Speak - Laurie Halse Anderson. The writing is more experimental and poetic than in Just Listen, which employs a more traditional style. But the plots are very similar and teens who connected strongly with Just Listen will likely feel the same way about Speak.

OCD, The Dude, and Me - Lauren Roedy Vaughn. Both protagonists find themselves ostracized from their classmates at the beginning of the school year, but are able to rise above their situations with the help of an unusual friendship. Both novels ultimately end on a positive note, and both realistically portray high school life.

Novelist also offers these authors as readalike suggestions for Sarah Dessen fans: Jenny Han, Sara Zarr, and Robyn Schneider. All of these authors write female-centered YA fiction that focus on complex characters, romance, and adolescent issues. ( )
  coloradogirl14 | May 28, 2014 |
Wasn't my favourite Dessen, as I had just read The Truth About Forever, a far superior novel, but still, its a great book. ( )
  katie1802 | May 10, 2014 |
Showing 1-5 of 157 (next | show all)
"Dessen weaves a sometimes funny, mostly emotional, and very satisfying story."
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The best way out is always through. - Robert Frost
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I taped the commercial back in April, before anything had happened, and promptly forgot about it.
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Book description
Last year, Annabel was "the girl who has everything"—at least that’s the part she played in the television commercial for Kopf ’s Department Store.This year, she’s the girl who has nothing: no best friend because mean-but-exciting Sophie dropped her, no peace at home since her older sister became anorexic, and no one to sit with at lunch. Until she meets Owen Armstrong. Tall, dark, and music-obsessed, Owen is a reformed bad boy with a commitment to truth-telling.With Owen’s help,maybe Annabel can face what happened the night she and Sophie stopped being friends.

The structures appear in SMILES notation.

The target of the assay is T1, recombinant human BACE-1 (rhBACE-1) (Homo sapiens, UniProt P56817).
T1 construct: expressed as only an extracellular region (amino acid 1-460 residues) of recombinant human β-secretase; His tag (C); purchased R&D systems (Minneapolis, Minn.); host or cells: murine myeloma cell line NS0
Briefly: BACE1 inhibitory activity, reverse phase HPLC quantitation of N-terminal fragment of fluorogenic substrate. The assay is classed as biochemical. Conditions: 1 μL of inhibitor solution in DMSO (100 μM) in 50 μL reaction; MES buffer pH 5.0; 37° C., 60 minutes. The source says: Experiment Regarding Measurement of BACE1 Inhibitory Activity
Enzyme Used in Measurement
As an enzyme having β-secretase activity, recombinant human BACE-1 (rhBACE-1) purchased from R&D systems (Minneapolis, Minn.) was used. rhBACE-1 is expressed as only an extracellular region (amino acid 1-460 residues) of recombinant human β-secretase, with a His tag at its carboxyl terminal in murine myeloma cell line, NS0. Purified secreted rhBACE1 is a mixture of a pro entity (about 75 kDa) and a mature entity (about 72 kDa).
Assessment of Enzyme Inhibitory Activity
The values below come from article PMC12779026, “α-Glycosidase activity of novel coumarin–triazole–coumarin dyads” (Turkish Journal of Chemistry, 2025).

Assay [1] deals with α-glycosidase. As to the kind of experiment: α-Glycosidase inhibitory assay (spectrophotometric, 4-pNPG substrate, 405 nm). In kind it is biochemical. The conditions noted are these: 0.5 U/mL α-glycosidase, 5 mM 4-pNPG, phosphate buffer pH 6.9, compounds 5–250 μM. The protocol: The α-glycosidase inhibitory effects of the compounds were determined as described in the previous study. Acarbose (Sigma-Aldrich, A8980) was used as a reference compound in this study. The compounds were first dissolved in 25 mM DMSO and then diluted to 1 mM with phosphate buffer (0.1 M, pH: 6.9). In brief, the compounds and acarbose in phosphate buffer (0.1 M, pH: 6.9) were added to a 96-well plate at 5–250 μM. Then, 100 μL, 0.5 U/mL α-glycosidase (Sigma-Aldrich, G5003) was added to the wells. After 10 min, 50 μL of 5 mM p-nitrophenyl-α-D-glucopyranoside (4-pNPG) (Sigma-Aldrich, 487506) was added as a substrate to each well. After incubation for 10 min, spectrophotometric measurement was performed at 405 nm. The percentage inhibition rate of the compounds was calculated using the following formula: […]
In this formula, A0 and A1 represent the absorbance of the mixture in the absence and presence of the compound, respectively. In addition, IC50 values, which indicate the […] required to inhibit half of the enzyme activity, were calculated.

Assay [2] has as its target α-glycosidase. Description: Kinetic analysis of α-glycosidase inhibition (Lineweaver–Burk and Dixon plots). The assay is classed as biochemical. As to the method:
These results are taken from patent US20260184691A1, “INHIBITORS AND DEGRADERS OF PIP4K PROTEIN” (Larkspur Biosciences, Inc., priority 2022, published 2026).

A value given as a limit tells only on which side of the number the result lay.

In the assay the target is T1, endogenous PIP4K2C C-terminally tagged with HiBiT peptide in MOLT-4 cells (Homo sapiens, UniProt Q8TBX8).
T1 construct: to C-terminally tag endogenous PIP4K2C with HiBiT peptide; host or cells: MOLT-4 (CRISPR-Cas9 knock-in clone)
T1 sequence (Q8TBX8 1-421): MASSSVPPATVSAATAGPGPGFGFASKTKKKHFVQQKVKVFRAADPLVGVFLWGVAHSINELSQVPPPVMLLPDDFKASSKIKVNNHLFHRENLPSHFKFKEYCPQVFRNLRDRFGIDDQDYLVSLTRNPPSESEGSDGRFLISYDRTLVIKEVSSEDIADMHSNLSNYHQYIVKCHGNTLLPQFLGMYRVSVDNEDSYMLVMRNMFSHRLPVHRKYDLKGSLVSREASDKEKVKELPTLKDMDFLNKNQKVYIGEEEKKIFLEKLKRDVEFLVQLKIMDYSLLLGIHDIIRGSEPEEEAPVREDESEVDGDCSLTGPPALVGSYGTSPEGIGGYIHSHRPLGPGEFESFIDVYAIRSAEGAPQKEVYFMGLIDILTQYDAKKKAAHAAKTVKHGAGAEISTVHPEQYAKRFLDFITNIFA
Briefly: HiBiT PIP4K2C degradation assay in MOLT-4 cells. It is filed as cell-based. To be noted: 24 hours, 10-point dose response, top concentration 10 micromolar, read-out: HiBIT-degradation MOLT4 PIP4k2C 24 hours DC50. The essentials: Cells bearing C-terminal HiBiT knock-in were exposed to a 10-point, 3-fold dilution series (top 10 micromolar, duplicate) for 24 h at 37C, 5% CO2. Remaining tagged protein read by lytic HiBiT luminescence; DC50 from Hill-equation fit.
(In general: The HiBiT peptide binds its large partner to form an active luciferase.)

In this multi-layered, impossible-to-put-down book, Sarah Dessen tells the story of a year in the life of a family coming to terms with the imperfections beneath its perfect facade.
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Amazon.com Product Description (ISBN 0142410977, Paperback)

When Annabel, the youngest of three beautiful sisters, has a bitter falling out with her best friend—the popular and exciting Sophie—she suddenly finds herself isolated and friendless. but then she meets Owen—a loner, passionate about music and his weekly radio show, and always determined to tell the truth. And when they develop a friendship, Annabel is not only introduced to new music but is encouraged to listen to her own inner voice. with owen’s help, can Annabel find the courage to speak out about what exactly happened the night her friendship with Sophie came to a screeching halt?

(retrieved from Amazon Mon, 30 Sep 2013 13:26:53 -0400)

(see all 5 descriptions)

Isolated from friends who believe the worst because she has not been truthful with them, sixteen-year-old Annabel finds an ally in classmate Owen, whose honesty and passion for music help her to face and share what really happened at the end-of-the-year party that changed her life.… (more)